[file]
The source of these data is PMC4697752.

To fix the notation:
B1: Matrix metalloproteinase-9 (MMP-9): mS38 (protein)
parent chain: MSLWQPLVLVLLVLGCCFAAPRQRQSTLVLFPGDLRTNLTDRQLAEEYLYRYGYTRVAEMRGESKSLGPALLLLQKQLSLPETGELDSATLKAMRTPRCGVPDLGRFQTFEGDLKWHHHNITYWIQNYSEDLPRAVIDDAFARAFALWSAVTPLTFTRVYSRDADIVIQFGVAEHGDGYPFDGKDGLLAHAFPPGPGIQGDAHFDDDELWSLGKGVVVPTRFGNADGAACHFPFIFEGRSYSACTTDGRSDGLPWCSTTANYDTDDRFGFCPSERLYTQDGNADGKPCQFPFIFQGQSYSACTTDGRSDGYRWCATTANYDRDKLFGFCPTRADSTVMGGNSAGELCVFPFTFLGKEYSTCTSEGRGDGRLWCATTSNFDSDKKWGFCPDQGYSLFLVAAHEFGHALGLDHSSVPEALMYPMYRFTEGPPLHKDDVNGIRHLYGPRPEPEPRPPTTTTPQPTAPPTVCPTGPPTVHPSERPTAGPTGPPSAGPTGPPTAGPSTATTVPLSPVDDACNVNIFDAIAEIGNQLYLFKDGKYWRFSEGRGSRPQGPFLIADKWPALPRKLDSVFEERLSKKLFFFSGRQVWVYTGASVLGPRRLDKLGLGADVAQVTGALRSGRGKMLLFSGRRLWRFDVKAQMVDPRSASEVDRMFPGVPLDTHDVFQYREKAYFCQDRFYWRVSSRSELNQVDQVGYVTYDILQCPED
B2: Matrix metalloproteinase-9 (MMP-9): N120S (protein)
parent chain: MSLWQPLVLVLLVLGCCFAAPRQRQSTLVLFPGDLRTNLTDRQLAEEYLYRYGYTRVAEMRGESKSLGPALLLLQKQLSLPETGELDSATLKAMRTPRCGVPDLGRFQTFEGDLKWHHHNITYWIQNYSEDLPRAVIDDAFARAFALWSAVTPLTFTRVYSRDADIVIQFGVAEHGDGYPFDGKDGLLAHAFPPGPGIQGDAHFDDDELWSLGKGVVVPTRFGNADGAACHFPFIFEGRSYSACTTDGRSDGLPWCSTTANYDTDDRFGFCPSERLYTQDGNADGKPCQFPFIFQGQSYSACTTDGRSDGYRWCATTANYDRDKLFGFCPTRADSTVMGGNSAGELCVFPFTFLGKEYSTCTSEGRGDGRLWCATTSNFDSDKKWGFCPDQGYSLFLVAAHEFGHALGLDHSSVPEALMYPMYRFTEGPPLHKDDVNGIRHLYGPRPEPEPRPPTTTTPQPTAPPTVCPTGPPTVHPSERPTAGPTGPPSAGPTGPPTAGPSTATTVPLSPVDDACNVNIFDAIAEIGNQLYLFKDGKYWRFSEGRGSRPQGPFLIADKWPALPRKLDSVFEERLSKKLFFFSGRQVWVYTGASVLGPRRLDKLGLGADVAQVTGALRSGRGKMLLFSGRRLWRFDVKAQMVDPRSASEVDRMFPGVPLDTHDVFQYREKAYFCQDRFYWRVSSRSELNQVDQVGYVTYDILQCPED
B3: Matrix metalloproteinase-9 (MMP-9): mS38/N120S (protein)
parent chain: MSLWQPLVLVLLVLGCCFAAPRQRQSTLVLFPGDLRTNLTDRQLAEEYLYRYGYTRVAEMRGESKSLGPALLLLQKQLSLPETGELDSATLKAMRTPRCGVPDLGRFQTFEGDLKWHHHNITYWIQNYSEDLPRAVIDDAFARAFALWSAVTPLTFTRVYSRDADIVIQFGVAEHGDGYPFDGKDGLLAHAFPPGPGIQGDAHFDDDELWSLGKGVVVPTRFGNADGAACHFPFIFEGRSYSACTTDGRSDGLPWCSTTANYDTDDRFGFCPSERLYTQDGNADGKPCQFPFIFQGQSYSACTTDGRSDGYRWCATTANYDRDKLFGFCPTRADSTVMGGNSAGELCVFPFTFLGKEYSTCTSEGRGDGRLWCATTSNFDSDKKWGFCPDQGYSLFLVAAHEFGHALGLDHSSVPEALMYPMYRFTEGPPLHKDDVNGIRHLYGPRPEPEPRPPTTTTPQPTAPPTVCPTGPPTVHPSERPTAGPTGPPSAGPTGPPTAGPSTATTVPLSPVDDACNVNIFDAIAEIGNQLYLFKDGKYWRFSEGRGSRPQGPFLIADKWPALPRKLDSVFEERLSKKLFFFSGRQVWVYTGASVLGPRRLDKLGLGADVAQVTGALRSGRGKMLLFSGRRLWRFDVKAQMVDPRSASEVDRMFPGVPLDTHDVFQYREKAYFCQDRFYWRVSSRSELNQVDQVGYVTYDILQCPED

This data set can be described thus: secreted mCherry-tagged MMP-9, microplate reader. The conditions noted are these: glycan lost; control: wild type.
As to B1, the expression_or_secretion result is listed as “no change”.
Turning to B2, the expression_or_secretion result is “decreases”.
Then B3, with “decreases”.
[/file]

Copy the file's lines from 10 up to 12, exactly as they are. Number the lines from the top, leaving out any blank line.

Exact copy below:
As to B1, the expression_or_secretion result is listed as “no change”.
Turning to B2, the expression_or_secretion result is “decreases”.
Then B3, with “decreases”.